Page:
In honor of the Olympic struggle I thought I’d like to remind all of Hattie’s famous quote when she was chided by the NAACP regarding her playing of a maid in GWTW. She said, “a maid makes $7.00 a week and I make $700.00,….better to play a maid than be one”. If you read of Hattie’s life you would find it was not an easy one and she fought hard to attain (and maintain) the success she found in Hollywood (even dressing as a Mammie for her audience for GWTW)….and her part in GWTW was of a woman with just as much heart and determination.
In my research I have yet to find one person of color who could be said to be the model for Mammie, but I have found many that lived the story line in the movie and acquitted themselves with just as much strength and grace. Mammies who protected families, raised generations, stared down Sherman’s Yankees, stirred a pot full of dirty uniforms in the back yard of a Jonesboro mansion….and was laid to rest at her “masters” feet at her request. Not a history that is clean and disinfected but truthful,….just as Margaret so aptly told it…love and honor and passion mixed with the red clay of the Georgia Piedmont.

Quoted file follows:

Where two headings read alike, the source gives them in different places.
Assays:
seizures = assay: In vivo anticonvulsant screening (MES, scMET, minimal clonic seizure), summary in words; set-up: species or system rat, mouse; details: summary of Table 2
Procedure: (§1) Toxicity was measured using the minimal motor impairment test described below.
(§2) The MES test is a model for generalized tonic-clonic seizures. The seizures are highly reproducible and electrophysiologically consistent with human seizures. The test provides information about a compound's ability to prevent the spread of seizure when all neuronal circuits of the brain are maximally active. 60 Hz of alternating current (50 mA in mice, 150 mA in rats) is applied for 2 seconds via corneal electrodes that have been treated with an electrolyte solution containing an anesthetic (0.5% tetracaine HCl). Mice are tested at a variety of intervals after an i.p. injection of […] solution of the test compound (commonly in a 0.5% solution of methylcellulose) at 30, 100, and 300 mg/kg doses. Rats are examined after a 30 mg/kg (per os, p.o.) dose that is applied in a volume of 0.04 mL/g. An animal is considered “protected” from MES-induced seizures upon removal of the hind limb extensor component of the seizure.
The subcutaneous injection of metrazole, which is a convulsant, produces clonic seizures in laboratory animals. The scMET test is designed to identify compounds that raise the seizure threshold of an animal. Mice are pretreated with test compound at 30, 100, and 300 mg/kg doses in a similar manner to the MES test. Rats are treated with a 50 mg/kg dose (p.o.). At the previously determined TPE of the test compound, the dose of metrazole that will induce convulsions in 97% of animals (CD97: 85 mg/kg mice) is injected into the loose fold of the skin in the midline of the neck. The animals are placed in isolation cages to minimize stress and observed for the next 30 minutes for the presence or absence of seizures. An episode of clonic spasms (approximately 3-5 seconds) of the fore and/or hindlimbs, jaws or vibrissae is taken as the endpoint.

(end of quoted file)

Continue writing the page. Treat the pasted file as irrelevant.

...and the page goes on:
Today I give you the photo says so much about Hattie’s ability as an actor and the soul that spawned it. Here is a still from the scene with Scarlett as she sought to make a dress out of the late Mrs. O’Hara’s green velvet drapes and Hattie as Mammie sought to hold onto the few things left of the past before relenting and movie (with Scarlett) into the moment and doing what had to be done. In the black and white photo my buddy TJ Johns “ghosted” a color photo of the original shutter from that scene that still stands in the barn with the rest of Tara (and yes, some of the blue gray paint is still visible).
I think that if Hattie had survived into the 1980’s she would have visited the barn in Lovejoy and she would have enjoyed the company of Ms. Talmadge who fought so hard to preserve and present the Tara façade. But all we can do is imagine for like the history that Margaret shared, all of life is fleeting and leaves us with much we “should have done”.
I look forward to meeting you up at the gate.